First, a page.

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Investor Matchmaking Online Has Its Limits

Matchmakers Palico and Artivest are increasing in popularity, but their full potential is limited by regulation prohibiting private companies from listing asset prices.

More investors are joining matchmaking services online to access sought-after funds of funds and deals involving secondary stakes, but there’s only so much transparency they can expect to find instantly.

While websites run by Palico and Artivest are increasing in popularity, their full potential is limited by federal regulations that prohibit private companies from listing asset prices in public, according to Antoine Drean, founder of Palico. Buyers and sellers that connect online must communicate about asset prices by phone or through private messages sent on the firm’s platform.

“You cannot talk to the whole market at once,” said Drean, but a web-based platform quickly gives a broad view of who is looking to make a deal. Palico began in 2012 matching asset allocators with private-equity firms, as well as investors seeking to buy or sell stakes in buyout funds. KKR & Co.-backed Artivest, which matches investors with funds of funds in the hedge-fund and private-equity industries, is similarly attracting allocators who want more transparency.

Having a clear, full view of the market is a big deal to institutional investors, who remain dissatisfied with the transparency they receive from private-equity firms, according to data room provider Intralinks. More than half the limited partners in its survey this year said they were “only somewhat satisfied” with the transparency they receive from fund managers about investment performance.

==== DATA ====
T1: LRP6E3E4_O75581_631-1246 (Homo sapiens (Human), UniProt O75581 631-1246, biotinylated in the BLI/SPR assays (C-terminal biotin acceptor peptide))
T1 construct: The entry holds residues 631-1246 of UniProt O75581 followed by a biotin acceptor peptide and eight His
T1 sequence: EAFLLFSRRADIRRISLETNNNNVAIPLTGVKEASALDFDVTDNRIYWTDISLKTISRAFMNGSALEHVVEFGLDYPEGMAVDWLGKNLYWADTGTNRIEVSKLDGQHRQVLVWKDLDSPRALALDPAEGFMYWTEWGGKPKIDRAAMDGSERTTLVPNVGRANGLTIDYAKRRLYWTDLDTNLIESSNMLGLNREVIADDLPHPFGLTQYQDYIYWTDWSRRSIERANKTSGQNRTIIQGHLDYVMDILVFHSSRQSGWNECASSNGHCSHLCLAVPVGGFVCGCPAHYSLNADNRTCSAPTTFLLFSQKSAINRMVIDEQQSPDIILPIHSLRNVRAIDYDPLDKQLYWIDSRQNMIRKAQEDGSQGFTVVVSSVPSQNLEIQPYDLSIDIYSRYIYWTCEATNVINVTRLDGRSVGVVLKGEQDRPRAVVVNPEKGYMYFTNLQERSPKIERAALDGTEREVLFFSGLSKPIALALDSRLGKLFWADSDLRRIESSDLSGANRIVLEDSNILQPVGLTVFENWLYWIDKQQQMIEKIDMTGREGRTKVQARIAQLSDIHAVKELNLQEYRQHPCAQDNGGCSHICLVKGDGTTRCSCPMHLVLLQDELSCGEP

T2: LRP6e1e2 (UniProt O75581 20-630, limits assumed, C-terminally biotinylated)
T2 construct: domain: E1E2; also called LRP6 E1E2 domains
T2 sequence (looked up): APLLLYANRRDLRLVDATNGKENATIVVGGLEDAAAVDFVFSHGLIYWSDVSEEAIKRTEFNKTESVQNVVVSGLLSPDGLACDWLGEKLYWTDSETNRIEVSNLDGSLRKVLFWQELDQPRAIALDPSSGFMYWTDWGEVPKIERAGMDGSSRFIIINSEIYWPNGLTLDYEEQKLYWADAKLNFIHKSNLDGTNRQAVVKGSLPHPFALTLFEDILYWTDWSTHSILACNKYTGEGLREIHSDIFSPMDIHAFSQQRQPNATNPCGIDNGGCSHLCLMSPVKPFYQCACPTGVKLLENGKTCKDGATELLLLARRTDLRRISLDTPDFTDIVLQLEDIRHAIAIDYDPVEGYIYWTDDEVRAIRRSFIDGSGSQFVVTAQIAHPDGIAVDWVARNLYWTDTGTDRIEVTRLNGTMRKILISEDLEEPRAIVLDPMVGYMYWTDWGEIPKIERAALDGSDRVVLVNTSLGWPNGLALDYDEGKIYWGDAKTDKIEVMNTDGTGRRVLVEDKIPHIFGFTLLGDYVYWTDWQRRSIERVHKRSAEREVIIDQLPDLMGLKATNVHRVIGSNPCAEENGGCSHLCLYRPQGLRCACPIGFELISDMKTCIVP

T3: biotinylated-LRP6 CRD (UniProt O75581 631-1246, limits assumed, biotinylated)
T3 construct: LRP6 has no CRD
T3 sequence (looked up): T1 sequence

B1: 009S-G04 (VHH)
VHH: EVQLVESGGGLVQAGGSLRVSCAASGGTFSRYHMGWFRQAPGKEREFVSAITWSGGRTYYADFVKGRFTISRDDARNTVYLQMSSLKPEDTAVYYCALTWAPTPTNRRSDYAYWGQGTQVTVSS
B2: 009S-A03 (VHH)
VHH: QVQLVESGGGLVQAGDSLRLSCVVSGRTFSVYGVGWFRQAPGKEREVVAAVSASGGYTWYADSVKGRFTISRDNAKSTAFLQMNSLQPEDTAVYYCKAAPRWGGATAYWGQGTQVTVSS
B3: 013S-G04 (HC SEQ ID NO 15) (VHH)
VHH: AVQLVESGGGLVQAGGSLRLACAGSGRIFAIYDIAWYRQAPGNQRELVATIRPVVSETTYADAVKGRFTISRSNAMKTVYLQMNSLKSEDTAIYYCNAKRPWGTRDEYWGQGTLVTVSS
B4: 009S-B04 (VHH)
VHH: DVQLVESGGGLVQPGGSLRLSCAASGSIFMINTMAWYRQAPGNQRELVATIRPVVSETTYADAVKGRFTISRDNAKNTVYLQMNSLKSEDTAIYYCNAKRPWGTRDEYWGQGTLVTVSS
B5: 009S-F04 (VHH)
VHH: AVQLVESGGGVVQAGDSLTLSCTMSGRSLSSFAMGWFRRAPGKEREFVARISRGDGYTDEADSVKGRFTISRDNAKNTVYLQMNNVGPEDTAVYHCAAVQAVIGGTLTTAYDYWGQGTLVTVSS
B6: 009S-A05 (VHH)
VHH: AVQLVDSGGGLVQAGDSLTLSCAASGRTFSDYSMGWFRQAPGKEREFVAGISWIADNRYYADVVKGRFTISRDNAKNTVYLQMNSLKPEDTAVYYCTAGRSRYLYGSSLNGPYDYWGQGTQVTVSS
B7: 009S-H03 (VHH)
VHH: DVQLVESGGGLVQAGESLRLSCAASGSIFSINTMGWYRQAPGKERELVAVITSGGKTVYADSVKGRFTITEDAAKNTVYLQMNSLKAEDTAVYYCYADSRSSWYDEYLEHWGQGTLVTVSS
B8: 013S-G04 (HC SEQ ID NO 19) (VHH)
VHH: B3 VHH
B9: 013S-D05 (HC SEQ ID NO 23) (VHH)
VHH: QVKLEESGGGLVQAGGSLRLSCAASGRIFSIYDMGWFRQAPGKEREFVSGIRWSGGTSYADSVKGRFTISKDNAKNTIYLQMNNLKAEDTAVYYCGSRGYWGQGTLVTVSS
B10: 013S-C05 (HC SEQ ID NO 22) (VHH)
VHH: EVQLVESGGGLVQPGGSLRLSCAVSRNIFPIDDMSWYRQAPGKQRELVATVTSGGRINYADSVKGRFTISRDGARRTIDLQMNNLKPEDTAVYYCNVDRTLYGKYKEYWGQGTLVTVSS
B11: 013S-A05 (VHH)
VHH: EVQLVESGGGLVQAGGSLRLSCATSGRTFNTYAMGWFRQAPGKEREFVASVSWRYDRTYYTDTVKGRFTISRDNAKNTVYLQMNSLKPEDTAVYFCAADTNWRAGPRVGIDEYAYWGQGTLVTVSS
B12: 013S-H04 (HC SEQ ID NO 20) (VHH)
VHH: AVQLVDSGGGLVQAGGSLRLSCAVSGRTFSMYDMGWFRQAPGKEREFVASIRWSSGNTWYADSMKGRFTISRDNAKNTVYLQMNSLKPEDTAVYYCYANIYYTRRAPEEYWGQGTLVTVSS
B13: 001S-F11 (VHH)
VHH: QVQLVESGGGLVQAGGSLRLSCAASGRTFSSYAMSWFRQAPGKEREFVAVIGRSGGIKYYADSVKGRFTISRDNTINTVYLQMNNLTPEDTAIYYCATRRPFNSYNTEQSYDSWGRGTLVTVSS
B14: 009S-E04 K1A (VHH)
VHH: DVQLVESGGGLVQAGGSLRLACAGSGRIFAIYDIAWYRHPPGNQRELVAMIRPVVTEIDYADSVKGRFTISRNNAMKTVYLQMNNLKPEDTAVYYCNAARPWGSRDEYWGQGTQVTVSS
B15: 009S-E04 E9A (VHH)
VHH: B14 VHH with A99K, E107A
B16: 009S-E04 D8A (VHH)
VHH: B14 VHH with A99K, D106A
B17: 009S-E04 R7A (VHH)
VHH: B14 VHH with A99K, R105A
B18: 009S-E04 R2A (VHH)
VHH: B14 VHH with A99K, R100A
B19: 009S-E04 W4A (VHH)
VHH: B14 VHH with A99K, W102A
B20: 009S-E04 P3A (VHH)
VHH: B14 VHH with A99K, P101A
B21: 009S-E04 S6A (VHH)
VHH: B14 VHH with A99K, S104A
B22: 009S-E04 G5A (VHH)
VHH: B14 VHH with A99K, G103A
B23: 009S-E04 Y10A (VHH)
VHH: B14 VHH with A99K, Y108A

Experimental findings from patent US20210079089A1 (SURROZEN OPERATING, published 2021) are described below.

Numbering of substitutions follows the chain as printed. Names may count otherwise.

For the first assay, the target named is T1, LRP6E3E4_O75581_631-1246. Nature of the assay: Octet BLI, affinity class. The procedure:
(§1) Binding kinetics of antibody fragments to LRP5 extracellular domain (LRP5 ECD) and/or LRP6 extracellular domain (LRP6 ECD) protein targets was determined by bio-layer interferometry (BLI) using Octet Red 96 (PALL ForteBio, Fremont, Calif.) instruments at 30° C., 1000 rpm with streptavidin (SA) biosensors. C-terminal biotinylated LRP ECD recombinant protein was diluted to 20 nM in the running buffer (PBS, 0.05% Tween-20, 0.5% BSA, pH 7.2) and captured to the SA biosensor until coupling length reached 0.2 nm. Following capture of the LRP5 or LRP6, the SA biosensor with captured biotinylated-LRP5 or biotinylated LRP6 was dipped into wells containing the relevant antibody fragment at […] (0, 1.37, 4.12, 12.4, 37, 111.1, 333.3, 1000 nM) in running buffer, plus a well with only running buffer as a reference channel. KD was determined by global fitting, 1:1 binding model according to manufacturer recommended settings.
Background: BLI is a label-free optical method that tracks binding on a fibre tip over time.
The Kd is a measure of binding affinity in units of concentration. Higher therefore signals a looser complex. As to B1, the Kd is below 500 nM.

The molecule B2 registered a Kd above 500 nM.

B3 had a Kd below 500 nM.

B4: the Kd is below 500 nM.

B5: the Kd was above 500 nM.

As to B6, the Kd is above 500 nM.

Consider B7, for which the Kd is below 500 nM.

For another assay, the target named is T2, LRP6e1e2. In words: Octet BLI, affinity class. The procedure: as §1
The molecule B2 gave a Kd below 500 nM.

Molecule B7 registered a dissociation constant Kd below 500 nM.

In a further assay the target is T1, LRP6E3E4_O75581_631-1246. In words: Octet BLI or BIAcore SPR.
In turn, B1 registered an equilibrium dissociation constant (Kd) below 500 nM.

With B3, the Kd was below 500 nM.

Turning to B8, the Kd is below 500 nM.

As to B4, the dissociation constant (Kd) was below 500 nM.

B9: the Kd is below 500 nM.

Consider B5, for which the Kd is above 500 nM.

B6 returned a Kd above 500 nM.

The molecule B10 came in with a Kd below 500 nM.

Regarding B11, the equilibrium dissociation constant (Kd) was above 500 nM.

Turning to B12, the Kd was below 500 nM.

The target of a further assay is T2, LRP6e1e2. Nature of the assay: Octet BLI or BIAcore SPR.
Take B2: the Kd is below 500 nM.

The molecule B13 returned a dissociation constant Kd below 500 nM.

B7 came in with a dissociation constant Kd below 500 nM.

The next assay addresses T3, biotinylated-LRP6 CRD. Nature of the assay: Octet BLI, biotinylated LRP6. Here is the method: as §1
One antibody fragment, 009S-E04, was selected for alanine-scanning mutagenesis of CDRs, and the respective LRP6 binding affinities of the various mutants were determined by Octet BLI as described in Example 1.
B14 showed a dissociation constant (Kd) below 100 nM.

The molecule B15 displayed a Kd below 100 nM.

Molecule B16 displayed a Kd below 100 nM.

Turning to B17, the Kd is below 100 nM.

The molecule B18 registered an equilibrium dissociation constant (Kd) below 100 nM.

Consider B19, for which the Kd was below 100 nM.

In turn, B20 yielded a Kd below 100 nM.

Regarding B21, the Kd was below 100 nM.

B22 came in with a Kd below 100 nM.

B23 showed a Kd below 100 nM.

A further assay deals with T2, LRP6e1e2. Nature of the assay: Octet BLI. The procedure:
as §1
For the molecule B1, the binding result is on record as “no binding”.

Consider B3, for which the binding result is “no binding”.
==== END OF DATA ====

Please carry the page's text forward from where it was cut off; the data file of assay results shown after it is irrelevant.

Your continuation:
“Private equity is only 1.5 percent of financial global assets,” Drean said. “Our bet is that this 1.5 percent will grow to five percent to 10 percent over the next five to 10 years. This is really just the beginning.”

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Palico has more than 3000 accredited limited partners from more than 1900 firms as members, plus more than 5000 accredited private-equity managers, according to a spokesman for the firm. Artivest, which was founded in 2012, received a round of funding from private-equity firm KKR and venture-capital investors including Peter Thiel in 2015.

“An investment platform helps you quickly get up to speed,” said Michael Kosoff, director of investment research at Artivest. He said the firm is gaining traction in the marketplace because its technology and user interface make the allocation process easier.

Palico sees itself making the market more efficient by collecting information on investment preferences before suggesting matches.

“It’s not just a question of reaching out manually, it’s also a question of making sure you’re talking to the right people,” Drean said.

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